Friend Center intended as a tribute and a crossroad
Princeton NJ -- When the Friend Center for Engineering Education opened on campus earlier this fall, it was both a herald of the future and a memorial of the past.
It is viewed by engineering dean James Wei as a keystone in his vision of engineering becoming an integral part of a liberal arts education. "In this new millennium, knowledge of engineering and technology is emerging as the next hallmark of a well-educated person," Wei said. "(The center) will be the crossroad where all Princeton students should gather and learn together."
The building also is a monument to a longstanding friendship between two Princeton students. University Charter Trustee Dennis Keller '63, chair and chief executive officer of DeVry Inc., provided a generous gift to establish the center in memory of Peter Friend '63. The two, friends since childhood in Hinsdale, Ill., were roommates at Princeton. Friend died while an undergraduate, just before his 21st birthday.
"In the enduring connection between Dennis Keller and Peter Friend, this new center symbolizes the bonds of friendship and devotion that are woven so strongly into the fabric of our University community," said President Tilghman. "The Friend Center will serve as a wonderful new resource for engineering students, and also as an important academic gateway, introducing undergraduates from other disciplines to the vastly interesting and vital study of technology and applied science."
Keller, who majored in economics at Princeton, went on to co-found the Keller Graduate School of Management, which changed its name to DeVry Inc. in 1987 and is now one of the largest private higher education systems in North America. He envisions the Friend Center as a magnet for engineers and students in the sciences, social sciences and humanities. "In this century, every citizen will be better served by an understanding of how technology can enhance our daily lives, and how it can work in the future," he said.
The center encompasses easily reconfigured high-tech classrooms and computer clusters, a distance-learning room set up for videoconferencing, a spacious convocation hall, a 250-seat auditorium outfitted with the latest in audiovisual technology, and a multi-tiered library that features electronic journals and seats wired for power and data access.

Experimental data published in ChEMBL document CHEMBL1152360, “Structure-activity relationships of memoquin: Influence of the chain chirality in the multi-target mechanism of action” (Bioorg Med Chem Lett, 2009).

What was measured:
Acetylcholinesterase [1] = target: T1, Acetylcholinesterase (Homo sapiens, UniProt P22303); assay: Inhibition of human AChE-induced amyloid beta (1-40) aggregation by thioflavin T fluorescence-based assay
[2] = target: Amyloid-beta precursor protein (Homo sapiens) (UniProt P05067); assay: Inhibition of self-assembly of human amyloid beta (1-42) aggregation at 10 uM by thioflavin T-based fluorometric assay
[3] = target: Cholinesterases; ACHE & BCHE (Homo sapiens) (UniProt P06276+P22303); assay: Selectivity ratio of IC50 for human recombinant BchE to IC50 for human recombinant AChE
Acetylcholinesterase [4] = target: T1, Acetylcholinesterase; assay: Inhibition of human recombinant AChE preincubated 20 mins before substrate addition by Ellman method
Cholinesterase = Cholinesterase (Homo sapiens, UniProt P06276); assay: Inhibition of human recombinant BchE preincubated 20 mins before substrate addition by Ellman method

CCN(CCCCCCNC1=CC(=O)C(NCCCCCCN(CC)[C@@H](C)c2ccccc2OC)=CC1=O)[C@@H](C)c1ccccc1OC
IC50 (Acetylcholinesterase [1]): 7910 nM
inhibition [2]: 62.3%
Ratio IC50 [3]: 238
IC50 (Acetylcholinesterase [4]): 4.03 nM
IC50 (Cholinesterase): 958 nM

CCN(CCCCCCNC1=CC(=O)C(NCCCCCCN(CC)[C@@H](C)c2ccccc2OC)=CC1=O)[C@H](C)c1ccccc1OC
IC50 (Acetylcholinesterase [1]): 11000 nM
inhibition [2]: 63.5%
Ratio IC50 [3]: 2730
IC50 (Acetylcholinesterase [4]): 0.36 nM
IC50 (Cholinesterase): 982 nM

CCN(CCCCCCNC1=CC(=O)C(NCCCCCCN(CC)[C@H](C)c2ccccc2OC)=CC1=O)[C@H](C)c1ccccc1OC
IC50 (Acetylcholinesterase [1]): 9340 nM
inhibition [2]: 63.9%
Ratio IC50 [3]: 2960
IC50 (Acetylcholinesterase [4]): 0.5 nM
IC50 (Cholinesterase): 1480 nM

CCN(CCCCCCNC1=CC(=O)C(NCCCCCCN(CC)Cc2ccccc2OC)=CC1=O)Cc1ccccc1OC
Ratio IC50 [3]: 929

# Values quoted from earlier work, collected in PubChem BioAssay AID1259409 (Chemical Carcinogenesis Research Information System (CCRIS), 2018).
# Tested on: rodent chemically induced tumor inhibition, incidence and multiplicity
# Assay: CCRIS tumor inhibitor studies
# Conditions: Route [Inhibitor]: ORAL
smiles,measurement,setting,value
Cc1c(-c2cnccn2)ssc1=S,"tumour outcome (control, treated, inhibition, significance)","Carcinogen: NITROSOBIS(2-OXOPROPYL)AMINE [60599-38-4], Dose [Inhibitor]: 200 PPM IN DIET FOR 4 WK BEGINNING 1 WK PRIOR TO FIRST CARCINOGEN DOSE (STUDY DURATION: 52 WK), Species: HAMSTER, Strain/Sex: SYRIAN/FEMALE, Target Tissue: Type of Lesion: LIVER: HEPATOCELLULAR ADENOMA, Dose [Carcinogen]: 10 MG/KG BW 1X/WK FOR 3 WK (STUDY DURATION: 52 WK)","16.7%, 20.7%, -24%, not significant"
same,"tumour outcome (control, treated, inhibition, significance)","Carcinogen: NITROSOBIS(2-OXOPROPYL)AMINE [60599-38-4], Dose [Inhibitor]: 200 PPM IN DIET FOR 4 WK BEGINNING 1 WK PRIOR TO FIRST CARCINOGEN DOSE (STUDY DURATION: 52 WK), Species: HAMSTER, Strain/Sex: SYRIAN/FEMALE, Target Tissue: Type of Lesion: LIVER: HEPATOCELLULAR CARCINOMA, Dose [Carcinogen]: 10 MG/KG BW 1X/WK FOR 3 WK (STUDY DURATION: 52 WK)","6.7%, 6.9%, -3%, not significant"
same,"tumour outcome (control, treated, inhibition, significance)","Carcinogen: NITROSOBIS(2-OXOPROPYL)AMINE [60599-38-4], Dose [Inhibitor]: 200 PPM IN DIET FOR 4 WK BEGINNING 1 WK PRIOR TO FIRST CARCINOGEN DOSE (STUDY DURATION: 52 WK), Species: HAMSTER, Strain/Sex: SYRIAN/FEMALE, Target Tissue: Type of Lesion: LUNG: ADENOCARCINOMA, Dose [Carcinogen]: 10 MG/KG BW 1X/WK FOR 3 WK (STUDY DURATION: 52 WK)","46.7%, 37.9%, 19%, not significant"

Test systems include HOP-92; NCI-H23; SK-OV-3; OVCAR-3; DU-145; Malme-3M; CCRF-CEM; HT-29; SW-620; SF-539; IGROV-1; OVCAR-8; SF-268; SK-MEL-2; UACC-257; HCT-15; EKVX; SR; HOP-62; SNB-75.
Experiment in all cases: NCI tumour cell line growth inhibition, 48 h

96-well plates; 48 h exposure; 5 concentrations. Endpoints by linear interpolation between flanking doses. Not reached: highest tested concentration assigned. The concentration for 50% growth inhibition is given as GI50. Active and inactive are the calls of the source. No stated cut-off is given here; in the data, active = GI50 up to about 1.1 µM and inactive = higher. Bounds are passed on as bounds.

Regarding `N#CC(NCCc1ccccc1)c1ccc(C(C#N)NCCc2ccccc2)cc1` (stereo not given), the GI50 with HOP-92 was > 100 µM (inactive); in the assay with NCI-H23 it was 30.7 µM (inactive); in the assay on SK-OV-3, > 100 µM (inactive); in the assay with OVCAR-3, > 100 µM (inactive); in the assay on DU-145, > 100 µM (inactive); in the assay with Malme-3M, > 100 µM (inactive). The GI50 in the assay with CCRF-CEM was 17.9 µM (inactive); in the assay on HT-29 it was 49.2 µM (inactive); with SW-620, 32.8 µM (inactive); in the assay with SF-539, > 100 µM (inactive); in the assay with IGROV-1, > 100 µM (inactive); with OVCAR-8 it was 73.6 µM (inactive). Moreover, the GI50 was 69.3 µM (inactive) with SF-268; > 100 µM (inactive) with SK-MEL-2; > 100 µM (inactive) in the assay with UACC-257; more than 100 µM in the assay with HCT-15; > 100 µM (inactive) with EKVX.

At the Sept. 29 dedication of the center, Keller described his important friendship with Friend. He spoke of Friend's steadfastness during a difficult period in high school, when both of Friend's parents died.
"Somehow, he found reserves of strength and purpose to continue his work, and continue being good and helpful to others through a period that would have been totally devastating to many 18-year-olds," Keller said. "When we graduated, he was valedictorian and won awards in music and citizenship and leadership -- becoming the most honored graduate in the history of Hinsdale Township High School. In a very personal sense, the lessons he taught by example during this period of perseverance and resolve and helping others have stayed with me and will stay with me through the rest of my life."
Keller said his decision to attend Princeton was a direct result of their friendship. "In the spring of our senior year in high school, we had both been admitted to Yale and to Princeton," he said. "Days before the decision date, we flew east for one last visit to both schools. We spent a day on each campus and then, as we settled in on the train to start on our trip back to the airport, Peter looked at me and said, 'I know where I'm going next year.' 'Oh? Where is that?' I said. 'Princeton,' he said. 'Then I guess I'll go there too,' I said."
Friend was majoring in history and planned to attend law school. In the fall of their junior year, the roommates co-founded the Student Pizza Agency which, Keller reminded the audience, is still the largest student agency on campus. The following spring, Friend was killed in an accident.
"Now there is a place at Princeton which will ...
celebrate and remember Peter's strength of character, his
accomplishment and his goodness," Keller said. "And this
place will help the University I love take better care of
generations of its 21st-century students, especially the
A.B.'s who will come over to join Peter, the history major,
to learn how technology can be helpful to them, and how they
can use it to help the world."
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